|MARK HEMRY, born on Mother's Day, exited Northeast High School in Kansas City, Missouri (and various Kansas City communes), for a BS degree in Marine Botany with a minor in Philosophy, San Francisco State University, 1979. In 1997 Mark completed postgraduate work at Christ Church College, Oxford University, Oxford England.
From 1971 to the present, he has served with the U.S. Government: first in Washington, DC, as a member of the Department of Interior and then the Department of Energy; and second, from 1976--and continuing--in San Francisco as an Information Security Offier (ISO) in the U.S. Environmental Protection Agency (EPA), where he retired in September 2005.
He is also founding owner and publisher (1984) of Palm Drive Publishing, and in 1998 won the National Small Press "Best Book of the Year" Award for the short-fiction collection: Rainbow County and Other Stories. One of his books, the 1998 novel, The Geography of Women: A Romantic Comedy, was a Finalist in the National Small Press Book Award for Best Fiction, 1999. As editor of Chasing Danny Boy: Powerful Stories of Celtic Eros, he won three Best Fiction award categories in Spring, 2000. The 2002 novel What They Did to the Kid was listed by CNN as one of the "Top 100 Books of the Year" and was awarded "Best Fiction of the Year" and "Author of the Year" by the National Small Press Book Association.
Firmly established on the worldwide web, he is a new kind of cyberspace writer, called an "Internet biographer." As a scholar, he insures archival storage and research access to writers, photographers, and artists important to American literary history and gay culture. Familiar with the turbulent 60s' and 70s' New York art scene of Warhol, he is, for instance, the producer responsible for the first and best book about the controversial photographer, Robert Mapplethorpe, whom Senator Jesse Helms targeted to defund the National Endowment for the Arts (NEA). That book is Mapplethorpe: Assault with a Deadly Camera (1994). Some of the other dozen books which he produced, designed, and published include the novel, Some Dance to Remember (1990) which has been compared by The New Republic to the novels of Gore Vidal and James Baldwin. His award-winning four-volume short-fiction collection, TITANIC! Forbidden Stories Hollywood Forgot, Stand by Your Man and Other Stories, Rainbow County and Other Stories, and Corporal in Charge and Other Stories, was published between 1998 and Spring, 2000. He is also the producer of more than 125 performance-art videos, as well as of documentary videos of gay cult artists including Rex, Hun, Domino, Skipper, and A. Jay. As a videographer, he has worked frequently on location in Europe, with special interest in Ireland where he keeps rooms in Dublin's historic Temple Bar district. His aforementioned collection of Irish Fiction, Chasing Danny Boy, edited by Mark Hemry, won a Bronze Medal from ForeWord Magazine for Best Erotic Fiction 1999.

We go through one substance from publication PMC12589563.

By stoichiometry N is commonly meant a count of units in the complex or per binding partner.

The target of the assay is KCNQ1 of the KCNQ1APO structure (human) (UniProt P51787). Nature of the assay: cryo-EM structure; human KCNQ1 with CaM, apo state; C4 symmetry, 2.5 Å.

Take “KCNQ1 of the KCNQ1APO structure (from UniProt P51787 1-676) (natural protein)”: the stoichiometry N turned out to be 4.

His video art, such as his work with New Orleans painter and photographer, George Dureau, is housed in the permanent collection of the Maison de la Europeene de la Photographie in Paris, France.
Married once-and-always, on May 22, 1979, to the much published writer, Jack Fritscher, Ph.D., the couple was invited by San Francisco Mayor Willie Brown to participate in the historic first Domestic Partners ceremony. Such involvement in civil rights for all Americans typifies the couple's long-term political and social work for peace and equality. On July 12, 2000, Mark Hemry married Jack Fritscher in one of the first Civil Unions granted by the State of Vermont. They have always lived at the same ranch in the Sonoma Wine Country, north of the Golden Gate Bridge.
Jack Fritscher and Mark Hemry marry in a legal Civil Union in Vermont on July 12, 2000.
The license was secured in Brattleboro, Vermont, on July 10, 2000, the fifth business day after the Vermont same-gender decision became law on July 1, 2000. The ceremony was performed by Justice of the Peace, Anne Rider, in Guilford, Vermont, with a reading from Rainer Maria Rilke's "Letter to a Young Poet," and ending with a double-ring exchange at which Anne Rider officially pronounced: "By virtue of the authority vested in me by the State of Vermont, I certify your Civil Union for now and forever."
This union was timed for high-noon on July 12 which is the wedding anniversary of Jack Fritscher's maternal grandparents, and the wedding anniversary of his parents, as well as the birthday of his mother who was born during the noon hour on her parents' wedding anniversary, extending the family celebration of union to the third generation. Jack Fritscher and Mark Hemry have been partners since 1979.
On January 11, 1993, the couple was among the first to become legal "Domestic Partners" by filing a declaration with the City and County of San Francisco. On March 25, 1996, the Fritscher-Hemry's participated in the City of San Francisco's historic same-sex marriage ceremony, televised, and officiated by Mayor Willie L. Brown, Jr., and Carole Migden, Assembly Woman. On January 13, 2000, they filed one of the first State of California "Declaration of Domestic Partnership" under the Family Code with the Secretary of State of the State of California.
On Thursday, July 27, 2000, after a honeymoon in Boston and the Russian River, a surprise reception was hosted by Mark Hemry's coworkers at the U.S. Environmental Protection Agency, Region 9 San Francisco, celebrating the Civil Union as a new definition of "family" in a world of increasingly legitimized diversity.
See the Recption Photographs by Cheryl Henley and videography by Marilyn Huey.